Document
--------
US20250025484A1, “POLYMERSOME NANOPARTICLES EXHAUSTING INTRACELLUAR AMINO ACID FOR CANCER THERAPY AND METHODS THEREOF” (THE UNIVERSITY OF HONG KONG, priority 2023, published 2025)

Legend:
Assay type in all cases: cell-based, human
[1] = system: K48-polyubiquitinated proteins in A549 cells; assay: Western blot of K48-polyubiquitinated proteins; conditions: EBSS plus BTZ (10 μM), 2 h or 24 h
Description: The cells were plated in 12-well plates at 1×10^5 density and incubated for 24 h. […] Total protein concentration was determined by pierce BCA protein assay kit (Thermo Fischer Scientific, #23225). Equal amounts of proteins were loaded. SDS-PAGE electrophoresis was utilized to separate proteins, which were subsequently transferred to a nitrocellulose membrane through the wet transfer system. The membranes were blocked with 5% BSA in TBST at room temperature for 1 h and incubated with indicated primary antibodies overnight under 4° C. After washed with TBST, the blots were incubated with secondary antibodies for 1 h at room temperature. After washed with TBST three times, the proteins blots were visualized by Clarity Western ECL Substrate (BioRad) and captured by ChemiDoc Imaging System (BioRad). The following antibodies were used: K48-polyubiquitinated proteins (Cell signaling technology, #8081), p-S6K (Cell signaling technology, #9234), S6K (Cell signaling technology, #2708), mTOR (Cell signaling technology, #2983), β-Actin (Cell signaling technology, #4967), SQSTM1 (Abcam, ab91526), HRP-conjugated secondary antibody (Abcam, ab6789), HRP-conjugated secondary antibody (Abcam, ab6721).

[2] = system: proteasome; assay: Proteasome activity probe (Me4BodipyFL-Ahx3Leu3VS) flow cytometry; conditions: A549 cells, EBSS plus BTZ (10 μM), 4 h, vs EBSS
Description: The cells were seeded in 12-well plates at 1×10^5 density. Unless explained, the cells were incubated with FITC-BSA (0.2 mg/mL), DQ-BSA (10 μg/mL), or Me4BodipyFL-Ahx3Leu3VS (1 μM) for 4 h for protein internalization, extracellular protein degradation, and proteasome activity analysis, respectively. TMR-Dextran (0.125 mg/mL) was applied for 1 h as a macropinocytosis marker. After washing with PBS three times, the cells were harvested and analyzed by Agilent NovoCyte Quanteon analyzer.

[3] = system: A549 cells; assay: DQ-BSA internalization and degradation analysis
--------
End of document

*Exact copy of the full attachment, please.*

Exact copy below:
US20250025484A1, “POLYMERSOME NANOPARTICLES EXHAUSTING INTRACELLUAR AMINO ACID FOR CANCER THERAPY AND METHODS THEREOF” (THE UNIVERSITY OF HONG KONG, priority 2023, published 2025)

Legend:
Assay type in all cases: cell-based, human
[1] = system: K48-polyubiquitinated proteins in A549 cells; assay: Western blot of K48-polyubiquitinated proteins; conditions: EBSS plus BTZ (10 μM), 2 h or 24 h
Description: The cells were plated in 12-well plates at 1×10^5 density and incubated for 24 h. […] Total protein concentration was determined by pierce BCA protein assay kit (Thermo Fischer Scientific, #23225). Equal amounts of proteins were loaded. SDS-PAGE electrophoresis was utilized to separate proteins, which were subsequently transferred to a nitrocellulose membrane through the wet transfer system. The membranes were blocked with 5% BSA in TBST at room temperature for 1 h and incubated with indicated primary antibodies overnight under 4° C. After washed with TBST, the blots were incubated with secondary antibodies for 1 h at room temperature. After washed with TBST three times, the proteins blots were visualized by Clarity Western ECL Substrate (BioRad) and captured by ChemiDoc Imaging System (BioRad). The following antibodies were used: K48-polyubiquitinated proteins (Cell signaling technology, #8081), p-S6K (Cell signaling technology, #9234), S6K (Cell signaling technology, #2708), mTOR (Cell signaling technology, #2983), β-Actin (Cell signaling technology, #4967), SQSTM1 (Abcam, ab91526), HRP-conjugated secondary antibody (Abcam, ab6789), HRP-conjugated secondary antibody (Abcam, ab6721).

[2] = system: proteasome; assay: Proteasome activity probe (Me4BodipyFL-Ahx3Leu3VS) flow cytometry; conditions: A549 cells, EBSS plus BTZ (10 μM), 4 h, vs EBSS
Description: The cells were seeded in 12-well plates at 1×10^5 density. Unless explained, the cells were incubated with FITC-BSA (0.2 mg/mL), DQ-BSA (10 μg/mL), or Me4BodipyFL-Ahx3Leu3VS (1 μM) for 4 h for protein internalization, extracellular protein degradation, and proteasome activity analysis, respectively. TMR-Dextran (0.125 mg/mL) was applied for 1 h as a macropinocytosis marker. After washing with PBS three times, the cells were harvested and analyzed by Agilent NovoCyte Quanteon analyzer.

[3] = system: A549 cells; assay: DQ-BSA internalization and degradation analysis